The production quality, and per-episode cost, of these telco-backed series is substantially higher than run-of-the-mill European drama. Movistar’s The Plague, a crime thriller set in Seville, where a serial killer is using the ravages of the plague as cover for murder, is budgeted at $1.8 million per hour for a six-episode season. A typical high-end drama series on Spanish free-TV would run $660,000 per hour.
Corral says the investment is necessary because Movistar’s productions will run side-by-side with the best in U.S. television and “they have to look as good or better.” What sets them apart, as with much of the telco-backed drama emerging from Europe, is their local focus. The Plague is very specifically Seville. The character of the city and its people is not a detail added on to the show but one baked into the script.
Corral says the approach comes from a recognition that regional specificity is a selling point, for both local and international audiences.
“Take the example of (Naples-set mafia drama) Gomorrah in Italy or (Copenhagen political series) Borgen from Denmark,” he says. “Those are two very local shows, very rooted in the European traditions. But because they are so good, they have become a success all over the world.”
Tim Westcott, an analyst with IHS Markit, credits Netflix and Amazon Prime for growing the market for non-English-language series internationally by bringing content “that never used to travel” to a global audience. What sets the European telcos apart from their free TV competitors, says Westcott, is their focus on series that will attract critical attention, both locally and worldwide.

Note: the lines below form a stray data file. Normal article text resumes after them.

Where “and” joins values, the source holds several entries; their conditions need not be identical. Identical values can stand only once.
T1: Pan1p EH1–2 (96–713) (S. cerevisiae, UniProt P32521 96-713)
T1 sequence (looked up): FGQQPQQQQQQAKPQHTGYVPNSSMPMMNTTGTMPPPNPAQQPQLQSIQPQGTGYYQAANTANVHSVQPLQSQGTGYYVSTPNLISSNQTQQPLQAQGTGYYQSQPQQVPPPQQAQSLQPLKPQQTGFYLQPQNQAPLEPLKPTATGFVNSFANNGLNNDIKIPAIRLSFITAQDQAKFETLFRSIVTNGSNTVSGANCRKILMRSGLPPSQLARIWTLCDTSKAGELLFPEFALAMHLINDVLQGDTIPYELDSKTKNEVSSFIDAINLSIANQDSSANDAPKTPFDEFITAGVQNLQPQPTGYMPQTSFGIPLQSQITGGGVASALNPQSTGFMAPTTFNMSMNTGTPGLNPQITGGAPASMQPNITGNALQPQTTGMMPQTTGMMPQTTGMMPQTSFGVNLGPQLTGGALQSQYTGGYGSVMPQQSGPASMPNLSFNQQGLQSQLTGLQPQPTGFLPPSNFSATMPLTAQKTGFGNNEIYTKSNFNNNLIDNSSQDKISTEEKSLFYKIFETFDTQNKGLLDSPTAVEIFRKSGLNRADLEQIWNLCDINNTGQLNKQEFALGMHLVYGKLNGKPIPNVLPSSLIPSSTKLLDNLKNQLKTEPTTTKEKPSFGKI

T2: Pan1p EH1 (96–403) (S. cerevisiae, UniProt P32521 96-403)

“The big question for these telcos is how do you stand out among all the other offerings and original drama is a part of that,” he says. “Because many of these companies are using drama as a way of selling other services, like Internet or mobile services, ratings aren’t nearly as important as critical attention.”
Westcott notes that the investment by telcos in original drama is still tiny compared with the billions the companies have paid out for top sports rights. If their (relatively small) drama bets pay off, investment in Europe could skyrocket.
“This could mark a change in how television is made in Europe, especially if these companies are not looking to make their money off of the series they make but from other sources,” says Jan Mojto, whose production and sales outfit Beta Film is a co-producer on Medici, La Zona and The Velvet Collection. “But the key will be making a hit. The person who delivers the first series that works in three European countries — he will be king.”